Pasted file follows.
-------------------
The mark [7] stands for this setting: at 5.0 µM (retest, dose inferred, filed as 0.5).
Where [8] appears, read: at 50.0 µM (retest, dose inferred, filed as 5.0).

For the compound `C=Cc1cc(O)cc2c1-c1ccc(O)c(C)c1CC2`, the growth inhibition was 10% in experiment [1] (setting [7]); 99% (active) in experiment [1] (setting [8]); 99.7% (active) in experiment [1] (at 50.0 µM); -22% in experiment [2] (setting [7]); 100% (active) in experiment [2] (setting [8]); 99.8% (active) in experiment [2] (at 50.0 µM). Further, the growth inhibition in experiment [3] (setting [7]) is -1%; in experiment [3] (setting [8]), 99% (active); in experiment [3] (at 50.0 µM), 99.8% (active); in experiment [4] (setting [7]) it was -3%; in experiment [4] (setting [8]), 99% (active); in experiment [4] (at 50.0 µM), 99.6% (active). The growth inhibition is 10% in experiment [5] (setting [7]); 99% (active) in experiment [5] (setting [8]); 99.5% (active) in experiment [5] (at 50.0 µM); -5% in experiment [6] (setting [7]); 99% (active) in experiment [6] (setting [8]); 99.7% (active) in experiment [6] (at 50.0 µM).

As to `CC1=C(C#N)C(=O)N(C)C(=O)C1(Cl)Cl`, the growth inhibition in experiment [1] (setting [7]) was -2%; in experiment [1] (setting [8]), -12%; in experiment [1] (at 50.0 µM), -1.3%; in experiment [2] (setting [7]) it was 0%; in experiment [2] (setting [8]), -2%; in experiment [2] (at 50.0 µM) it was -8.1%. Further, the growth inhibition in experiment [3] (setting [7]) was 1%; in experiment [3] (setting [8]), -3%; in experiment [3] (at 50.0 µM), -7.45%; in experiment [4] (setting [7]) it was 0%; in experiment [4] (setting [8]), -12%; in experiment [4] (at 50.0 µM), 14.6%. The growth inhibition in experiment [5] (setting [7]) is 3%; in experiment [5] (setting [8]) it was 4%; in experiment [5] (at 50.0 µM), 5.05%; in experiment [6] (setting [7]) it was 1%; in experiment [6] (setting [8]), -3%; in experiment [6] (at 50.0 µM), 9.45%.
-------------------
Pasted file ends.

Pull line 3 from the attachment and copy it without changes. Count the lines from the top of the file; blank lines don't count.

For the compound `C=Cc1cc(O)cc2c1-c1ccc(O)c(C)c1CC2`, the growth inhibition was 10% in experiment [1] (setting [7]); 99% (active) in experiment [1] (setting [8]); 99.7% (active) in experiment [1] (at 50.0 µM); -22% in experiment [2] (setting [7]); 100% (active) in experiment [2] (setting [8]); 99.8% (active) in experiment [2] (at 50.0 µM). Further, the growth inhibition in experiment [3] (setting [7]) is -1%; in experiment [3] (setting [8]), 99% (active); in experiment [3] (at 50.0 µM), 99.8% (active); in experiment [4] (setting [7]) it was -3%; in experiment [4] (setting [8]), 99% (active); in experiment [4] (at 50.0 µM), 99.6% (active). The growth inhibition is 10% in experiment [5] (setting [7]); 99% (active) in experiment [5] (setting [8]); 99.5% (active) in experiment [5] (at 50.0 µM); -5% in experiment [6] (setting [7]); 99% (active) in experiment [6] (setting [8]); 99.7% (active) in experiment [6] (at 50.0 µM).